Setting and then documenting these expectations, via a simplified written agreement, keeps you and the other brand accountable throughout your relationship. And, as Rose says, having this conversation early will leave less room for disappointment later.
Keys to Mutually Beneficial Collaboration
Once you have communicated with the other brand regarding your expectations, you can then start collaborating. One of the most significant contributions that can come out of a business partnership is content; there are various ways you can share or exchange content with other organizations, and vice-versa:
- Offer expertise for webinars or panels
- Share social media posts that promote the other brand
- Guest write articles for the other brand
Case Study: Using Your Network to Boost Your Brand
WiseHer is an online consulting agency that specializes in pairing solo- or women entrepreneurs to mentors, executives, and other experts to help them grow their business or career. They also offer a variety of resources that provide practical, tactical advice for those just getting started with their brand. Many of these experts and resources are available thanks to the multitude of organizations wiseHer collaborates with.
WiseHer will often work with experts within its network to create content for like-minded businesses. For example, CEO, Kathryn Rose, mentions that some of their brand’s partners will often reach out and ask if any WiseHer network experts would be interested in producing an article for their site. In exchange, the individual who writes the article can add a byline and information for contacting them through the wiseHer platform.
On the other end, wiseHer may ask experts from other organizations to be guest writers for their site. This type of “content swap” is an easy way for the brand to leverage backlinks and bring more attention to the business.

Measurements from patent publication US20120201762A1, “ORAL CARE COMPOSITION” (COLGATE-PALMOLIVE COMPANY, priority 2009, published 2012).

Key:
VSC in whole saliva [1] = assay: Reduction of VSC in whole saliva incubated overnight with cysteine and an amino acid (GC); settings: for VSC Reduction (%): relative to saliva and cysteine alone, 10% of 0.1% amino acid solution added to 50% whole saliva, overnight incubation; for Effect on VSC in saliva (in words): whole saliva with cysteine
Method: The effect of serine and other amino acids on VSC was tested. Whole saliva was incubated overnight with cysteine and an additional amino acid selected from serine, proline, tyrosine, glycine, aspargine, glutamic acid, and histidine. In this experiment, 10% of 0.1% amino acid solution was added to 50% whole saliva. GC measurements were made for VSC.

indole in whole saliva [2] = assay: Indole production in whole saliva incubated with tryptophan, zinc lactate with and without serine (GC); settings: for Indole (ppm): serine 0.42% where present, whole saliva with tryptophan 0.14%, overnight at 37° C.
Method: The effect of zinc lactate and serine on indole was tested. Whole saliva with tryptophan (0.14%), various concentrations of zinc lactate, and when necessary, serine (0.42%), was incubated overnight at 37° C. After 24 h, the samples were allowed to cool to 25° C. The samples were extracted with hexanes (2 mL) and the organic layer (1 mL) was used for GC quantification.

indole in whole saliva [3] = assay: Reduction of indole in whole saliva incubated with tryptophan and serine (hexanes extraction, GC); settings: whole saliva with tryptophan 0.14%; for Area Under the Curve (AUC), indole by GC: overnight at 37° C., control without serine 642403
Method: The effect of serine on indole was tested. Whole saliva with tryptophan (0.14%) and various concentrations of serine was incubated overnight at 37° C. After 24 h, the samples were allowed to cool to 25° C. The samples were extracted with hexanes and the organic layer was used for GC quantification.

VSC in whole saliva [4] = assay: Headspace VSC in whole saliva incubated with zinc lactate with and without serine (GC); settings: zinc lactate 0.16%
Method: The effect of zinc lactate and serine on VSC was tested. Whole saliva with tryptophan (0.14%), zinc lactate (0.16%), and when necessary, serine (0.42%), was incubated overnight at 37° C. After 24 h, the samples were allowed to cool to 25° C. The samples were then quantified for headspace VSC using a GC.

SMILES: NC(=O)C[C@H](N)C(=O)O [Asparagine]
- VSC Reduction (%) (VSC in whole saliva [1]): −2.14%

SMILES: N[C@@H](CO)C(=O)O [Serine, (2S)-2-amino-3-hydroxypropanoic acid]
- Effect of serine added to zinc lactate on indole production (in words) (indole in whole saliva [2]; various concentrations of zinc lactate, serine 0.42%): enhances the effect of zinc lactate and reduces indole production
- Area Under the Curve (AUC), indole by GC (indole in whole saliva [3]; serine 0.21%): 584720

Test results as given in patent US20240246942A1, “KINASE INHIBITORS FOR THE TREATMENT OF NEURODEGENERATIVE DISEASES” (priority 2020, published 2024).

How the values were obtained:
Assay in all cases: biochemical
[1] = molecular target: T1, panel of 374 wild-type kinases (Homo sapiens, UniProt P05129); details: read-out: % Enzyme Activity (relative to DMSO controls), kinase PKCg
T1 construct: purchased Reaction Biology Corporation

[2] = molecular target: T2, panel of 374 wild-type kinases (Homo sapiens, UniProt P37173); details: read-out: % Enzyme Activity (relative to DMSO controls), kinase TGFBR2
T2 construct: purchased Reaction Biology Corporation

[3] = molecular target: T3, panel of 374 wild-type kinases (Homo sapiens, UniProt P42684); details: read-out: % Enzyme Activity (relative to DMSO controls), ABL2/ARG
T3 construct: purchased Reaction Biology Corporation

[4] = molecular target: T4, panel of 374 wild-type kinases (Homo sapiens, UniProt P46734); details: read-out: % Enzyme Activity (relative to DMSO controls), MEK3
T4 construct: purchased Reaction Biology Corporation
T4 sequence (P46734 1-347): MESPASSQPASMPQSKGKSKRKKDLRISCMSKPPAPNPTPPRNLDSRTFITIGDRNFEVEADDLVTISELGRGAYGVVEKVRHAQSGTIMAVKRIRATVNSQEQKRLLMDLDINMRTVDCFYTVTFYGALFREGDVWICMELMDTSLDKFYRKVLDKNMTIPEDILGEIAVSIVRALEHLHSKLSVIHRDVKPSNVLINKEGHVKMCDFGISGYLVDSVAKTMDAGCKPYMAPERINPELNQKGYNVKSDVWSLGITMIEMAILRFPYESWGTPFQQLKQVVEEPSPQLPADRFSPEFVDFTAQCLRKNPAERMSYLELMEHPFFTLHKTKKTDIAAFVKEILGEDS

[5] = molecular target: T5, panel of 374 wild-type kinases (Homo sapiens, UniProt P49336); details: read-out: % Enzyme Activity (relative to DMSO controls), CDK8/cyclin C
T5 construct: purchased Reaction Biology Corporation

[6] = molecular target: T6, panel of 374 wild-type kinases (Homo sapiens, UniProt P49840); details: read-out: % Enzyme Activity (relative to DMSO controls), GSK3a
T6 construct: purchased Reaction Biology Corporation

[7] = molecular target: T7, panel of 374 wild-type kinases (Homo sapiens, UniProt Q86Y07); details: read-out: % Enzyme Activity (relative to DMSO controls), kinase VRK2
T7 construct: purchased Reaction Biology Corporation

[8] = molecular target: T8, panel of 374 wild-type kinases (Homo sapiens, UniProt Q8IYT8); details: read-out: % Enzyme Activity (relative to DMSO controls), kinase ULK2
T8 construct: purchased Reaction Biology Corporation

The success of wiseHer has been built largely on this network. This graph shows the huge increase in referring domains, followed by a graph that shows increased authority over that same time. Authority is an important metric Google uses to determine rankings for keywords. Learn more here.
Referring Domains x Time for wiseher.com
Domain Authority x Time for wiseher.com
As you can see, the content partnerships and referring domains (think backlinks) wiseHer has been able to accumulate, and the domain authority for the website. As results of these increases, wiseHer also saw an increase in organic traffic.
Organic Traffic x Time for wiseher.com
SEO is a winner takes all game. If you really want to win in competitive markets, you need to build your authority. One way you can do this is by establishing relationships that convey trust and expertise, one of the pillars of Authority First SEO. This can be done by leveraging your network and forming partnerships with like-minded brands and individuals.
To learn more about leveraging your network and forming business relationships that will grow your brand online, check out the full Fireside Chat with Kathryn Rose.